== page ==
More About the Author
Eamonn Fingleton is a former editor for the Financial Times in London and Forbes magazine in New York who is known for his early and outspoken identification of postindustrialism as a prime cause of American decline.
In Blindside in 1995 and In Praise of Hard Industries in 1999, he challenged the then consensus that a shift to an all-digital New Economy would propel the United States to a new, unchallengeably high level of competitiveness. He poured particular scorn on what he called financialism, a tendency for financial services to pre-empt an ever larger share of U.S. GDP and human talent. America's financial services industry, he argued, was "a cuckoo in the economy's nest." Writing from a base in Tokyo, where he lived for 27 years, he warned that if Washington failed to stop the erosion of manufacturing, America would rapidly lose competitiveness, incur increasing trade deficits, and sink ever deeper into debt to the manufacturing-based exporting economies of East Asia.
He calculated that, per unit of output, manufacturing businesses are nearly ten times stronger exporters on average than services. One reason is that manufactured products generally require little adaptation to sell abroad. By contrast such key postindustrial products as computer software have to be expensively adapted to meet different cultural needs in foreign markets and the costs are generally incurred abroad. In other cases, American postindustrial companies hire large numbers of foreign employees to provide direct services to foreign customers. Either way the net receipts transmitted back to the United States are minimal.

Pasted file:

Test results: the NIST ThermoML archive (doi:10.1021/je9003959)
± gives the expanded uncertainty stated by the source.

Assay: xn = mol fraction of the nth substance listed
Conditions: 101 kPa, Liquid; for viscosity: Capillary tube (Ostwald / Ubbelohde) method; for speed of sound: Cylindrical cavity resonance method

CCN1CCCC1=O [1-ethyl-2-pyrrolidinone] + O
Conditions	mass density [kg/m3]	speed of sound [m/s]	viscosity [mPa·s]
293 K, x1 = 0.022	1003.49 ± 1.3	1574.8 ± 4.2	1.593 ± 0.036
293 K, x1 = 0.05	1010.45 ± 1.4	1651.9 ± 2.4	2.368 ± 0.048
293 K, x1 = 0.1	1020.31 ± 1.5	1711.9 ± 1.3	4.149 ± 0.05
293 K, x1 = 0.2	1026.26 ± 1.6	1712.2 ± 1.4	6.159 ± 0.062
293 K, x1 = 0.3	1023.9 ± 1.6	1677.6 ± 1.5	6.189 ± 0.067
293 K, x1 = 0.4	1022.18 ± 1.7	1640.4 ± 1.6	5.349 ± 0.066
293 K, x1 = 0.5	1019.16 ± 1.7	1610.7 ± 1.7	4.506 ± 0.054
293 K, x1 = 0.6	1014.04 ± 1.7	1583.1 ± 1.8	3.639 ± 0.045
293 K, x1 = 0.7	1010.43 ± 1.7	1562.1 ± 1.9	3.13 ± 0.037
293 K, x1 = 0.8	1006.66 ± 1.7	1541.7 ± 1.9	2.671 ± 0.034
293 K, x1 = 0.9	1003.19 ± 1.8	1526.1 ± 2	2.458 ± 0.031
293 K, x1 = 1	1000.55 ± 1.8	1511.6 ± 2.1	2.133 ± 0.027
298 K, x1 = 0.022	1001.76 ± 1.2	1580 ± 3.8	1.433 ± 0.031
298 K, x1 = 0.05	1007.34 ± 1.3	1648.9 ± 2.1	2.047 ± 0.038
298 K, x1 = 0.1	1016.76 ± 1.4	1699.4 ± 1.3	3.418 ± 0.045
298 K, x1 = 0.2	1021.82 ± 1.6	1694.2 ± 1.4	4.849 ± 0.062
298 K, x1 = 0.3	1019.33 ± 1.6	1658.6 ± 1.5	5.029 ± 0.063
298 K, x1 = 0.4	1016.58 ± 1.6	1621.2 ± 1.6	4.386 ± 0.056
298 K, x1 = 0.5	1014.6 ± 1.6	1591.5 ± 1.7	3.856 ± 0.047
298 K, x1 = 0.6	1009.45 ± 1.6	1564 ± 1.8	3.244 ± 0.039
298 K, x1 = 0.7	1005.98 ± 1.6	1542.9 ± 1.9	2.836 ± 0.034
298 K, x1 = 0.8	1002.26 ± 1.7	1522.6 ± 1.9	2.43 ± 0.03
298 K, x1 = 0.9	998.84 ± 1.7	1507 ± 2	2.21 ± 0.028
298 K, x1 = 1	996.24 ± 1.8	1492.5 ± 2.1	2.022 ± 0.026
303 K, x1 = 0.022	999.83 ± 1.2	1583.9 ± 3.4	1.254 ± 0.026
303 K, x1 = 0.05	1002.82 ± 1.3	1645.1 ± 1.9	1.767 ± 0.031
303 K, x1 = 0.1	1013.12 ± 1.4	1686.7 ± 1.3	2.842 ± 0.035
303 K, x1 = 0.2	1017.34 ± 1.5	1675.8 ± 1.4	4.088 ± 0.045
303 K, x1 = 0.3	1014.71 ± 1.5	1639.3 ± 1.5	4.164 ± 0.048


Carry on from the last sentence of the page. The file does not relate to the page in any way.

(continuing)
In Fingleton's view, those who have dismissed America's manufacturing base as the "Rust Belt" display deep ignorance of modern First World manufacturing. Advanced manufacturing these days is highly capital-intensive, which means that each worker's productivity is greatly leveraged by sophisticated production machinery. This creates ample scope for employers to pay high wages. Advanced manufacturers moreover require great accumulations of proprietary production knowhow - typically knowhow acquired over generations of "learning by doing" and often understood only by top engineers who incorporate them into secret machine settings - and this powerfully shields them from low-wage foreign competition.
Fingleton argues that American opinion leaders have been blinded by dogma in believing that when American factories close, this is dictated by the "wisdom of the market." In reality, American manufacturers are competing in a globalized marketplace that is comprehensively rigged against them. The fact is that almost as soon as American corporations invent new, more efficient production technologies, they come under pressure from foreign governments to transfer these out of the United States. If they don't do so, they face non-tariff barriers in the relevant foreign markets. By contrast by moving their best technologies to overseas operations, they improve their foreign market access while retaining their ability to sell into the American market. The net effect is that it is increasingly foreign workers, not American ones, who benefit from corporate America's innovation.
In his most recent book In the Jaws of the Dragon, published in 2008, he identified a policy of suppressing consumption as a main driver of China's rise. The policy - implemented through, for instance, ultra-tight zoning policies which have forced housing costs through the roof and created huge profits for landowners - generates a vast surplus of savings which Chinese leaders then direct, via a state-owned banking system, into equipping industry with ever more efficient production technologies.
Born in Ireland in 1948, he is a graduate of Trinity College Dublin. He is working on a new book entitled Sandcastle Empire: American Decline and the Crisis of Individualism.